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Serving: IN
tilled and no-till crop plots side by side Melissa Ruschau
NO-TILL VS. CONVENTIONAL TILL: The tilled plot has been in conventional tillage for several years. The no-till plot has remained in no-till. There are more earthworms in the no-till plot today, but that hasn’t always been true.

Follow earthworm movement to learn about soil health

Soil and water demonstration plots tell a story about cropping systems, earthworms and soil health.

Are there lots of earthworms in your fields? If you don’t find many, have you ever asked yourself why they don’t set up housekeeping in your soils?

The Dubois County Soil and Water Conservation District has a story to tell about earthworms and soil health. The district joined a partnership with Vincennes University at Jasper, Ind., and developed demonstration plots, installing soil and water conservation practices on the farmland that adjoins the campus. The project is called the Land Stewardship Initiative (LSI).

Recently, Alan Smock, one of the Dubois County supervisors, snapped a photo showing all kinds of earthworm holes and channels in the soil surface. That picture led to a story about how earthworm populations have shifted over the years in various demonstration plots on the farm.

Smock took the picture in the no-till section of the demonstration plot. While earthworms weren’t visible when he took the photo, it’s obvious that plenty of them make their home in this part of the field.

Alan Smockclumps of soil

HOME, SWEET HOME: It is obvious many earthworms call this soil home. Alan Smock captured numerous earthworm channels visible in this slice of soil.

While finding more earthworm channels in no-till soil isn’t a surprise, the fact that there were more earthworms in the tilled plot one year may catch you off guard. Melissa Ruschau, LSI project technician with the Dubois County SWCD, explains how earthworms have shifted between plots within the field over time.

“Three years ago, we encountered an anomaly,” she says. “There were more earthworm channels in the tilled strip in May of that year. Looking back, we believe it was because we turned under a cover crop — also referred when used this way as a ‘green manure crop’ — in April. For the first seven years of the LSI project, cover crops were sown on all acres each fall.”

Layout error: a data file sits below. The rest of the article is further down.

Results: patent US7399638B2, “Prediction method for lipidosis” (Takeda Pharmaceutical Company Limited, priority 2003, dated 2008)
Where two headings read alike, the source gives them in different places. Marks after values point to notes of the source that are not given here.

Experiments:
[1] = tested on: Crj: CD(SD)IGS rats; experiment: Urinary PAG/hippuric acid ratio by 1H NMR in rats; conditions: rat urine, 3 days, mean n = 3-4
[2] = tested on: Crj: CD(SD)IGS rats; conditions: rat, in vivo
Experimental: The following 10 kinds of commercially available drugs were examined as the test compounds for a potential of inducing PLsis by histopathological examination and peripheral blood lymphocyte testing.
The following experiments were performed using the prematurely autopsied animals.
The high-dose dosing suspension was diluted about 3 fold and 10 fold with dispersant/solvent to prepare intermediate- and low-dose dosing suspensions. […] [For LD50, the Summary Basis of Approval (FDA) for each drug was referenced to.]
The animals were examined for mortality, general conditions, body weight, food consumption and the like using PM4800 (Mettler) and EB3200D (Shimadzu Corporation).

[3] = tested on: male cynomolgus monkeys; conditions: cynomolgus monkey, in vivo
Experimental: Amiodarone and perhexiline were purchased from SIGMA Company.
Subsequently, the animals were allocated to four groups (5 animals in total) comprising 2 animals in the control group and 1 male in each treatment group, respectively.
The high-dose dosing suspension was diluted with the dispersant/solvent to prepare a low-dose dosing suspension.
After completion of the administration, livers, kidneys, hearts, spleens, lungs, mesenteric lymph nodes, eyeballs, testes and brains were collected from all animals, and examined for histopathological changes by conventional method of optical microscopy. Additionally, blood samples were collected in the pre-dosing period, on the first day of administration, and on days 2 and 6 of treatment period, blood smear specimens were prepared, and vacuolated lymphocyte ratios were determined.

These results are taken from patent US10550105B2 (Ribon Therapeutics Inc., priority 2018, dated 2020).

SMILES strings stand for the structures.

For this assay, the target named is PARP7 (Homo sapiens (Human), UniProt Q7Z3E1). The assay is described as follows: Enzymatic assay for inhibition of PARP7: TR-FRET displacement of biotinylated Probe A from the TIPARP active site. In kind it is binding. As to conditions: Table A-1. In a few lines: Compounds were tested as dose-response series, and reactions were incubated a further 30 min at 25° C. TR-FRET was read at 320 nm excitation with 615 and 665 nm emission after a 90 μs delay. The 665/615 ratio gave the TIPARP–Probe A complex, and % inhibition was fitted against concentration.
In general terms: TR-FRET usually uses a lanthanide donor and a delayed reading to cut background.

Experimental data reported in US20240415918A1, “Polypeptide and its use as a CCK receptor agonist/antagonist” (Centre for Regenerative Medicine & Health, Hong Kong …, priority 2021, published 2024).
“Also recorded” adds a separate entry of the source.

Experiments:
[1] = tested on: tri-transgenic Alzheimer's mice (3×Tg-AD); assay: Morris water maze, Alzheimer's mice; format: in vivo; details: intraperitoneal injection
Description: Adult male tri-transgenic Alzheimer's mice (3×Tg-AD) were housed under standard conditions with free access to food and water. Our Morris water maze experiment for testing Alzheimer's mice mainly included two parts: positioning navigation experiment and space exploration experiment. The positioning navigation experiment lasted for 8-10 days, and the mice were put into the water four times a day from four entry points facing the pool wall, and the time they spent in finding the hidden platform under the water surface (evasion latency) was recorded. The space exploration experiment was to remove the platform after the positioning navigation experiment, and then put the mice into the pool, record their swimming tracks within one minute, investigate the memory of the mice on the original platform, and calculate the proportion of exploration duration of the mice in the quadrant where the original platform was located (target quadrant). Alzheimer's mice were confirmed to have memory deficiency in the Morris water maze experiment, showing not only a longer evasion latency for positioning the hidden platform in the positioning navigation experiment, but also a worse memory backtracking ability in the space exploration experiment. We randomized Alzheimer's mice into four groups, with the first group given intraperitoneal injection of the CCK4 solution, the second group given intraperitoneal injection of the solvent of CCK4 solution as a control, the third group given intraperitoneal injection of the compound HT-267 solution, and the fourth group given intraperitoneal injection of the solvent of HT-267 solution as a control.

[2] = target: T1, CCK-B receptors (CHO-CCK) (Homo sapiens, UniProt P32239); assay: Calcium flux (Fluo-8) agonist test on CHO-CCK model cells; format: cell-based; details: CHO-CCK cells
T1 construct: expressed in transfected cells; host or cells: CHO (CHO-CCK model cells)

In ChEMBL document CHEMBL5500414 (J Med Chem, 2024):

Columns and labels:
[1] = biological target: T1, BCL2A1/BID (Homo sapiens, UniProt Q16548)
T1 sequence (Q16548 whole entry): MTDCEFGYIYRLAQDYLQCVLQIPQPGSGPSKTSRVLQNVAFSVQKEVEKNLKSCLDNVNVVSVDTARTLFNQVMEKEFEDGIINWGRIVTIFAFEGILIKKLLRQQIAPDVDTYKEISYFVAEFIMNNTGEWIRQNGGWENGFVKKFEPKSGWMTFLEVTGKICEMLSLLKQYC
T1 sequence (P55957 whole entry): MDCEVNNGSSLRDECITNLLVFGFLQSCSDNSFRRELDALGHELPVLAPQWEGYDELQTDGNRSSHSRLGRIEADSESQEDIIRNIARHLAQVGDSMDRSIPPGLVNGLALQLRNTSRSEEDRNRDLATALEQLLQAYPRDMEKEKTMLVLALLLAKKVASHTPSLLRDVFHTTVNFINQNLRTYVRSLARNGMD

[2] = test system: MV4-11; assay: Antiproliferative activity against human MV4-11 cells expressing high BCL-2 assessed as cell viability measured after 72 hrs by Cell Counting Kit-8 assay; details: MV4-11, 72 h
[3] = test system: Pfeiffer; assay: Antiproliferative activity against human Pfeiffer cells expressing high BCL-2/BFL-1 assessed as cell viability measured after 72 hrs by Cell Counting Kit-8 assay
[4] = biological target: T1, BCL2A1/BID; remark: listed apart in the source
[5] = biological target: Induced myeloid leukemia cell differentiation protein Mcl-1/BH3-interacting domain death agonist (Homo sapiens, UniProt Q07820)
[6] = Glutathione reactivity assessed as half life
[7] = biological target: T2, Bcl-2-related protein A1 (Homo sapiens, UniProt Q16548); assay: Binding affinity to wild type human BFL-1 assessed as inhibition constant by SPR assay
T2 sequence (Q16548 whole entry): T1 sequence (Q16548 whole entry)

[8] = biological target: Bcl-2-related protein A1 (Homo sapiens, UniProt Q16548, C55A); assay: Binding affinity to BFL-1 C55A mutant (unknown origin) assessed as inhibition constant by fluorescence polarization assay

At first, cover crop seed was flown on. Later, it was drilled after harvest. But all plots received cover crops.

Soil experts believe the green manure crop attracted earthworms to the tilled plot. Even though it was tilled three weeks prior, worms will go where there is a food source, experts say.

Since then, cover crops haven’t been seeded on the tilled strip portion of the field. It’s not because they aren’t needed, Ruschau notes. Rather, it’s because the goal is to show the difference between a no-till system with cover crops and a conventional system when it comes to soil health. Adding the cover crop and plowing it under isn’t something that happens on most tilled fields.

“Today, we find worms and worm channels in greater numbers in the no-till area compared to the tilled area of the field,” she says. “We don’t always see the earthworms themselves, because frequently during the year they are too deep for us to find by digging near the surface.

“But we know they’re there because we find the earthworm channels. That’s why Alan thought it was such an important, neat picture to take. Earthworm channels themselves are vital to water infiltration. If you don’t till, you can maintain these critical pathways for rainfall.”

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